8 June 2017: Olivier L'Haridon
Measuring ambiguity preferences for health
Speaker(s): Olivier l'Haridon (Université of Rennes)
Date: Thursday, 8 June, 2017
Time: 11:00-12:00 (note different time)
Contact person(s): Teresa Bago d'Uva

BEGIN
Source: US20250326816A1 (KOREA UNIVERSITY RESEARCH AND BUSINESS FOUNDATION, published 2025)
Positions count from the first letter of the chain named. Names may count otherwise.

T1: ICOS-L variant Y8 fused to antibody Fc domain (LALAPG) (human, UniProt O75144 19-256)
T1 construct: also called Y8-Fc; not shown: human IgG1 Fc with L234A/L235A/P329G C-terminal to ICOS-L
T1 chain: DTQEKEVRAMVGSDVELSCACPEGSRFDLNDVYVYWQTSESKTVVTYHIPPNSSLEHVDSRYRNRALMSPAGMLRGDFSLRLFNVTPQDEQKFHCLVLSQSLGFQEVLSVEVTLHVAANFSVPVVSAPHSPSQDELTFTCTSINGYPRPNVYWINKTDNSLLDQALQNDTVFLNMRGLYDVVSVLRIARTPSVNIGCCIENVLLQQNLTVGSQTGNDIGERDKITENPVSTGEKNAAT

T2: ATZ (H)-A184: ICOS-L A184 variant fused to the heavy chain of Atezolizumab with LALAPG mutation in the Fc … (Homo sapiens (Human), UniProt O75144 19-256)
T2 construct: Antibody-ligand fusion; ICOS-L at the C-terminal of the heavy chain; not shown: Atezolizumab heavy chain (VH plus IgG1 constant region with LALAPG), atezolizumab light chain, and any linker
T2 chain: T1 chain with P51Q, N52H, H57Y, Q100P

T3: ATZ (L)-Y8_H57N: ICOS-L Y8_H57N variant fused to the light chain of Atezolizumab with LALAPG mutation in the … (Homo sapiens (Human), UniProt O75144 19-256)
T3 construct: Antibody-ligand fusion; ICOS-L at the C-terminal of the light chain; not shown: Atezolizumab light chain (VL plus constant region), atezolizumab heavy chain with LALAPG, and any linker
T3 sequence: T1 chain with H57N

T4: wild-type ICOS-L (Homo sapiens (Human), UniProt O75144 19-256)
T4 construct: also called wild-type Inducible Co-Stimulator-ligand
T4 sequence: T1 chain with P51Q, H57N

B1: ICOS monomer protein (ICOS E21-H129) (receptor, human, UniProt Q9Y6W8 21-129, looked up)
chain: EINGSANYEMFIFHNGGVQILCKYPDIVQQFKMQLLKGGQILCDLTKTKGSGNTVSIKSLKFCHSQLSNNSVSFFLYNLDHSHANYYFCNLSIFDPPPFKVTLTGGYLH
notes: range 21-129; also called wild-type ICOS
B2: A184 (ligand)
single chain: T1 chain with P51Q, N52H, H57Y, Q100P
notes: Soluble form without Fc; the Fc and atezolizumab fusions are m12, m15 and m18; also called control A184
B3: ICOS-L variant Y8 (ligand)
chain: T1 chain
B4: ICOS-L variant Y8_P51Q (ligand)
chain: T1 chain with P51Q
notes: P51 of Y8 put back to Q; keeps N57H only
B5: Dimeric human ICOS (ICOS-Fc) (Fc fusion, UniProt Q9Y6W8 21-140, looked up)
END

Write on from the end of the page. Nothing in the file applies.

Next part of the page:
In recent years, governments in the Nordic countries have opened up the health care market for private for-profit providers. These are markets where prices are regulated and competition is on location and quality. It is believed that (contestable) competition will bring forward higher quality of health care and more choice for patients. We show that increased competition, elicited by opening up a public hospital market for a private hospital, typically raises the quality provided, but that the private provider often will locate towards the corner of the market to avoid (costly) quality competition. When it comes to social welfare, the effect depends on how generous the regulator's budget is and on how altruistic the public provider is. If the budget is large so that a high level of quality can be implemented, we show that welfare is higher in duopoly than in monopoly whenever entry pays off. If the budget is small (or the public altruism is weak) and the market outcome is characterized by the providers providing the minimum quality level. In these cases, it can be optimal for the regulator not to use the full budget.